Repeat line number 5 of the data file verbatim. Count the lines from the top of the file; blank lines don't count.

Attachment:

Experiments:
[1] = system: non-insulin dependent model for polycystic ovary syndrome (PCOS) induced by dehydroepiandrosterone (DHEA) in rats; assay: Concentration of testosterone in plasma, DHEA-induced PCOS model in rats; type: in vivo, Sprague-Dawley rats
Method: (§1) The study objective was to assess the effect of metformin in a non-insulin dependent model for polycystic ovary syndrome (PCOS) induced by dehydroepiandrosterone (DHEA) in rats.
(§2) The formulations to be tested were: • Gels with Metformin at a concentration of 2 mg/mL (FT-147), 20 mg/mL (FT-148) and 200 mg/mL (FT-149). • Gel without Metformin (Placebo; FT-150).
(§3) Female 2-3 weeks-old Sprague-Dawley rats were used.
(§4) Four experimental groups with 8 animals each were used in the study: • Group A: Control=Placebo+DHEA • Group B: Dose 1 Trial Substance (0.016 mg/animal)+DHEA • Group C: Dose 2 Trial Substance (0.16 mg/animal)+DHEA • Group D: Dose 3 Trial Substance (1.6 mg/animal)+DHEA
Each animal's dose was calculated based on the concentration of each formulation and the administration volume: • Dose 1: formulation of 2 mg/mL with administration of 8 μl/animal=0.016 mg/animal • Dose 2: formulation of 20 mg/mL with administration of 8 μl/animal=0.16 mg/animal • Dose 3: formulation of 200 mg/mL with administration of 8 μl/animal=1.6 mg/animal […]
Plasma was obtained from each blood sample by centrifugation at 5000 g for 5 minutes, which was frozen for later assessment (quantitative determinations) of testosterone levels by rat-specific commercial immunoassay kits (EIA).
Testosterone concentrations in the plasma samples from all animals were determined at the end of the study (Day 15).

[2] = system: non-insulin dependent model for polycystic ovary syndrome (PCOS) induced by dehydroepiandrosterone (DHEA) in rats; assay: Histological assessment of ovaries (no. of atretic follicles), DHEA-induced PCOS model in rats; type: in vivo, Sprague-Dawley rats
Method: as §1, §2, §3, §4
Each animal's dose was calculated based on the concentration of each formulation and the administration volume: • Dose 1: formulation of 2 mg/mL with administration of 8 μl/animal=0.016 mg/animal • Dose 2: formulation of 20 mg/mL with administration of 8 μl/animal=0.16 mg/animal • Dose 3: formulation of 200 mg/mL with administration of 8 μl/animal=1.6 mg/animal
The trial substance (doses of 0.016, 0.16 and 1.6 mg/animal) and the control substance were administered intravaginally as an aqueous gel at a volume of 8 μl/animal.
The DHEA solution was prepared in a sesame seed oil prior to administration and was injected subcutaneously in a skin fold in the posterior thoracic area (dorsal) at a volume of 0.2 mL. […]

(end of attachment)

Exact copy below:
(§3) Female 2-3 weeks-old Sprague-Dawley rats were used.